|BioAutism speakers and organisers. Photo by Dee McGrath (QBI).|
A couple of weeks ago, I attended the BioAutism 2012 conference at the (very swanky) Queensland Brain Institute in Brisbane. It was a pretty long day for me but, although I was cursing when my alarm went off at 4:30am, it was well worth the trip.
What struck me as I sat waiting for the plane home, digesting the meeting (and a slightly plasticky pizza), is that there are a whole lot of Australian autism researchers doing a whole lot of really interesting work. If there was a theme to the meeting, it was one of people looking at familiar problems in unfamiliar and innovative ways.
Rather than trying to describe all 13 presentations, I thought I'd share three that really illustrate this point.
Broader Autism Phenotype in extended families
The first example came from a presentation by Natasha Brown, looking at the broader autism phenotype - the idea that relatives of people with autism tend to have some traits characteristic of autism, even if they don't actually meet criteria for autism themselves.
The conventional approach is to just look at a group of people who have an autistic relative and compare them to a group of people who don't. However, as Brown pointed out, it's becoming increasingly apparent that there are a wide range of different genetic events that are implicated in causing autism, so lumping relatives of different autistic people together risks losing or diluting a lot of useful information at both the clinical and the genetic level.
The approach that Brown and colleagues are taking is to identify extended families that include multiple autistic individuals, look at how different autistic traits cluster together, and then look for genetic anomalies that predict whether a person within the family will be autistic or show substantial autistic traits. Brown presented data from one family that included nine individuals with autism and 15 with the broader autism phenotype. By looking at the family tree and comparing this to the results of genetic testing, they were able to tentatively link the presence of autism or autistic traits to a small region on chromosome 17.
Gut malfunction in a mouse model of autism
A second example of a slightly leftfield approach was work presented by Elisa Hill, also of Melbourne Uni. Like other research groups across the world, she and her colleagues have been looking at the behaviour of mice with a mutation of the Neuroligin gene and the effects of different drugs on those behaviours.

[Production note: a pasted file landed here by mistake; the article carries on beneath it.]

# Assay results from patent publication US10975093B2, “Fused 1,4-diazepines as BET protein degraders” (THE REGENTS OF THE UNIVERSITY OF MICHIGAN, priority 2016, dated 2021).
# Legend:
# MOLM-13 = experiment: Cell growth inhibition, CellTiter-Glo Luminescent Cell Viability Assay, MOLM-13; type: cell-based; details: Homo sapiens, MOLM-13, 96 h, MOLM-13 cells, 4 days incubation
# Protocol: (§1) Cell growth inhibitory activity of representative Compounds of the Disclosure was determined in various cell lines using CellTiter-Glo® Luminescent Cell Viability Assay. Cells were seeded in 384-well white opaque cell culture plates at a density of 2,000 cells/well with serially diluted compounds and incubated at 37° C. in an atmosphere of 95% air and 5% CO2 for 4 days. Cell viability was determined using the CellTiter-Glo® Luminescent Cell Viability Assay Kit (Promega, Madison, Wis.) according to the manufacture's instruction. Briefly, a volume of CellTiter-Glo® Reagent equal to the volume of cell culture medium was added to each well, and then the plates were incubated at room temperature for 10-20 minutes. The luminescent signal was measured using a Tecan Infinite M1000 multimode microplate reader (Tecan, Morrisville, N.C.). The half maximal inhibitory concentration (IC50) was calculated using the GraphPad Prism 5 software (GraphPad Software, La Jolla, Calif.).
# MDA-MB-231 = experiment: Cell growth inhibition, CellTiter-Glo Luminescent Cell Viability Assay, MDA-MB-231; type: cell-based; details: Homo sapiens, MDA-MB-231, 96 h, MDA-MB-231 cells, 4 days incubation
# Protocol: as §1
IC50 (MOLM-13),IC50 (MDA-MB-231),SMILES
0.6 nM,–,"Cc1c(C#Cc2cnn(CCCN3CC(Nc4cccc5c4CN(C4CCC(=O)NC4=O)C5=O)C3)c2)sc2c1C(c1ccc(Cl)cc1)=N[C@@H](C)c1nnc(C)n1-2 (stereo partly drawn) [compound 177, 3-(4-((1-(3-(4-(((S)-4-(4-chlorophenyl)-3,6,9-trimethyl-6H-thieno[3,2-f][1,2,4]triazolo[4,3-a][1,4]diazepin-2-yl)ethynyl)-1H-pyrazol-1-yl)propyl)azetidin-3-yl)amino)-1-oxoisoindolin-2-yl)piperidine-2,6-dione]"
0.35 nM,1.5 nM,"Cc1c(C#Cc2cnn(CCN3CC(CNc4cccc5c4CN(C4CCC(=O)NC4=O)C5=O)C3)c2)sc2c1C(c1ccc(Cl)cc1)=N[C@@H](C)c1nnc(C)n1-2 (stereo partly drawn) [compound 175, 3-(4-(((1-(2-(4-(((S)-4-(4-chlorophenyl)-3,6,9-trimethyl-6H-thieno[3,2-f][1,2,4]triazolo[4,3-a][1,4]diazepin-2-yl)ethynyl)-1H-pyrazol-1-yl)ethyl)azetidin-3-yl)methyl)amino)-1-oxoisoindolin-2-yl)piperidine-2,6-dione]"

But they have also been looking at how the genetic mutations affect the intestines of these mice. It turns out that we (as in us vertebrates) have a complete nervous system in our intestines, known as the enteric nervous system; and that genes expressed in the brain are also expressed in the gut. Hill and colleagues dissected out the colons of some of the mice and measured the colonic muscle contractions in response to different drug solutions. The muscle contractions were reduced in the mutant mice, suggesting that the mutation affected the way the gut works.
This is pretty interesting because many people with autism have gastro-intestinal problems, leading to the hypothesis that gut problems somehow cause autism. Hill's preliminary findings point towards an alternative explanation for this link - certain mutations that cause autism might also lead to malfunction of the gut.
Individual differences in responsiveness to intervention
Finally, Giacomo Vivanti from Latrobe University presented some preliminary findings from a study looking at the effectiveness of the Early Start Denver Model intervention. Compared to other interventions, this has a relatively good evidence base, with a randomized control trial suggesting that kids with autism on the program tend to do better than those who don't get the intervention.
However, as Vivanti noted, not all kids derive the same benefit. Some show huge improvements, but others are less responsive. So rather than just seeing whether the intervention overall had a net positive effect, the Latrobe researchers are trying to work out whether there are characteristics of individual children that predict the extent to which they are likely to benefit.
The preliminary results were encouraging and somewhat surprising. The best predictor wasn't a measure of language use or social interaction, as I would have expected, but how much the kids interacted appropriately with objects.
On reflection, this perhaps makes sense, if we assume that kids who don't interact with objects are less likely to engage in the activities that are involved in the intervention, and so are less likely to benefit. It's still very early days with this research, but I'm convinced that this strategy is the way to go for intervention research.